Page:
Religious Art

In a tribute to Julien Binford, dated September 5th, 1997, an unnamed relative wrote “I know that he brought joy to the heart of his God, as well as to the hearts of who saw his work, especially the painting in Shiloh Church.”

Binford was a Southern Baptist and, when he moved to Powhatan County, integrated himself into the African American Baptist community and was both devoted to and inspired by the beauty of the rural culture. In the late 1930’s, Binford was commissioned by Shiloh Baptist Church to paint The Lord Over Jordan, a mural over the church’s baptistry that depicts Christ’s baptism. As payment, Binford accepted donations of produce in the place of money. 

Julien Binford, Untitled (Madonna and Child), oil pastel on board, promised gift of Maureen Paige, L.2023.MP122.

Binford’s use of color reflects his religious devotion as well as his storytelling technique – his dark reds and blacks emphasize the sacrifice made by Christ. This can be observed from his work Untitled (Madonna and Child), shown above. While the subject matter is often depicted as a joyous occasion, Binford’s use of dark red invokes the inevitability of Christ’s death. The use of foreboding colors is continued in Untitled (Crucifixion), which displays Christ suspended on a cross stained with his own blood and flanked by a pitch black sky.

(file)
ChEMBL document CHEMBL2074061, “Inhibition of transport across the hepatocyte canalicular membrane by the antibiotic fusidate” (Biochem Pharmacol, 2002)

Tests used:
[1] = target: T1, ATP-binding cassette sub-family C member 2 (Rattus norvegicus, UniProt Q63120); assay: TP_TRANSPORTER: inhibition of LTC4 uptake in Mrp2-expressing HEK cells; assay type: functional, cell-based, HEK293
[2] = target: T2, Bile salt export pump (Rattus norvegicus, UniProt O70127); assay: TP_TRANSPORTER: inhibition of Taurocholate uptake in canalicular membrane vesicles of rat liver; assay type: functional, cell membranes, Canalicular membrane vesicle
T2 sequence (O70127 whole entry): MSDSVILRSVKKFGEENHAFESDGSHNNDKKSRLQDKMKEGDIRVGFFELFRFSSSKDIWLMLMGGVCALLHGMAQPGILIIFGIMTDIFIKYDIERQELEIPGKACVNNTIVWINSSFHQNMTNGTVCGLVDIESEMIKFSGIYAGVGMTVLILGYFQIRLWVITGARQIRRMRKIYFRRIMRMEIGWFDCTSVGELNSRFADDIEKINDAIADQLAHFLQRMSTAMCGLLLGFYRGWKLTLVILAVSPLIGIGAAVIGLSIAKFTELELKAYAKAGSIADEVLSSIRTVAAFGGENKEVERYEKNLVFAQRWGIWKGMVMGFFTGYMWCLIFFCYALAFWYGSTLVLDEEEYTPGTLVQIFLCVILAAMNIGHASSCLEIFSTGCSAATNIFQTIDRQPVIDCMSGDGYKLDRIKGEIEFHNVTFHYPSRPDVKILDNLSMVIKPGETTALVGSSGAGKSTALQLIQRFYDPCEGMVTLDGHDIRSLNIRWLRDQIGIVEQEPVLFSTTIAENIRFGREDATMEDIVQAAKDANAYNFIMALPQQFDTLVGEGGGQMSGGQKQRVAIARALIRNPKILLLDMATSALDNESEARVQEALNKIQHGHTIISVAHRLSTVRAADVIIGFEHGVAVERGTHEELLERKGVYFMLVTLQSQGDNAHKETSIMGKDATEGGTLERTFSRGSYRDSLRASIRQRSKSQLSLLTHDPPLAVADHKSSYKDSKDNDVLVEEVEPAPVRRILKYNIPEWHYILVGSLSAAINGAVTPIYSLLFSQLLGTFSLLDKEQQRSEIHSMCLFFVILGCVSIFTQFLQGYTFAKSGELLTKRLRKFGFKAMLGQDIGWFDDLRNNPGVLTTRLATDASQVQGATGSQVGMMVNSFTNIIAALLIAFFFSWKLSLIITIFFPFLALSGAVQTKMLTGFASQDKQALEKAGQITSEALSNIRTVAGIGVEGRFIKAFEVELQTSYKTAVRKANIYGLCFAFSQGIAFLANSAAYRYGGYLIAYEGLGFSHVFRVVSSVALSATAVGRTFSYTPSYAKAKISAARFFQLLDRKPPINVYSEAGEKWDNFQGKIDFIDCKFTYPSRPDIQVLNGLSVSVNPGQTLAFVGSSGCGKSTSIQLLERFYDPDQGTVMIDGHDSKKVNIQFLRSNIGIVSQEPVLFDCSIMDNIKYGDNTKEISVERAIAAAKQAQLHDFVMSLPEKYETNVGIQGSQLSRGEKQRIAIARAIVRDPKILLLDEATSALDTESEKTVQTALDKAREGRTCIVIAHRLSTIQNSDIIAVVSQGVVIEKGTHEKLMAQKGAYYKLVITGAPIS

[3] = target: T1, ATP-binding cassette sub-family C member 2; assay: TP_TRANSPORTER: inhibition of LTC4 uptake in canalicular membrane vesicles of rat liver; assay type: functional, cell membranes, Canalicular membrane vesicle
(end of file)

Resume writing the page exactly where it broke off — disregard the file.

Julien Binford, Untitled (Crucifixion), oil pastel on board, promised gift of Maureen Paige, L.2023.MP124.

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